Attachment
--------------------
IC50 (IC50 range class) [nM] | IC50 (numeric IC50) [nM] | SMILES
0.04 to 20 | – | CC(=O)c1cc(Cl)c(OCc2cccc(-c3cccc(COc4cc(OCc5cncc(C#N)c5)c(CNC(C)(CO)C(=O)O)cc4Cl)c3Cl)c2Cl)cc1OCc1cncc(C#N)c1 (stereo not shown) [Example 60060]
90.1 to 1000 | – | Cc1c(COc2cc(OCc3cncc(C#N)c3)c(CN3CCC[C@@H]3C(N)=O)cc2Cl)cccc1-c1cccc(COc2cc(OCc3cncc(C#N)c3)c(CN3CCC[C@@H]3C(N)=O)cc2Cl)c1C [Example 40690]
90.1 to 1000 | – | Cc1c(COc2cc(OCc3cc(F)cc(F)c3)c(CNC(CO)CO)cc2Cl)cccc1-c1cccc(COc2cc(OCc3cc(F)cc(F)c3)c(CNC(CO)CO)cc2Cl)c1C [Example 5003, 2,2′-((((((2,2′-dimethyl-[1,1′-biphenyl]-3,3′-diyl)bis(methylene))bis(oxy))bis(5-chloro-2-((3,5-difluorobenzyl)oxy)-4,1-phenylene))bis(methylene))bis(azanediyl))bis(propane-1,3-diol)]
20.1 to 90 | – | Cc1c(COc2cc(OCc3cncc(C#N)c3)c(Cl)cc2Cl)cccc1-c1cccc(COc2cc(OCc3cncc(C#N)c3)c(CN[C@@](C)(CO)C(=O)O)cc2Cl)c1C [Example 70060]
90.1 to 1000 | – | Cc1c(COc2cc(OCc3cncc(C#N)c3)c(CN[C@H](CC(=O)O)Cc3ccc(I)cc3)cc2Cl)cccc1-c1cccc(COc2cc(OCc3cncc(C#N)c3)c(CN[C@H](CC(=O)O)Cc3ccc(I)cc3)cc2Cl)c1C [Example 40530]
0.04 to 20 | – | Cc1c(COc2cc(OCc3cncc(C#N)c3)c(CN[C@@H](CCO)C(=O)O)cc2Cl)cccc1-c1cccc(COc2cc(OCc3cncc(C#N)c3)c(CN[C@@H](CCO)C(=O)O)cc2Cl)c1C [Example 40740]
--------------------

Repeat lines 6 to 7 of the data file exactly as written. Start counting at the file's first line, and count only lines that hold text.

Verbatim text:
90.1 to 1000 | – | Cc1c(COc2cc(OCc3cncc(C#N)c3)c(CN[C@H](CC(=O)O)Cc3ccc(I)cc3)cc2Cl)cccc1-c1cccc(COc2cc(OCc3cncc(C#N)c3)c(CN[C@H](CC(=O)O)Cc3ccc(I)cc3)cc2Cl)c1C [Example 40530]
0.04 to 20 | – | Cc1c(COc2cc(OCc3cncc(C#N)c3)c(CN[C@@H](CCO)C(=O)O)cc2Cl)cccc1-c1cccc(COc2cc(OCc3cncc(C#N)c3)c(CN[C@@H](CCO)C(=O)O)cc2Cl)c1C [Example 40740]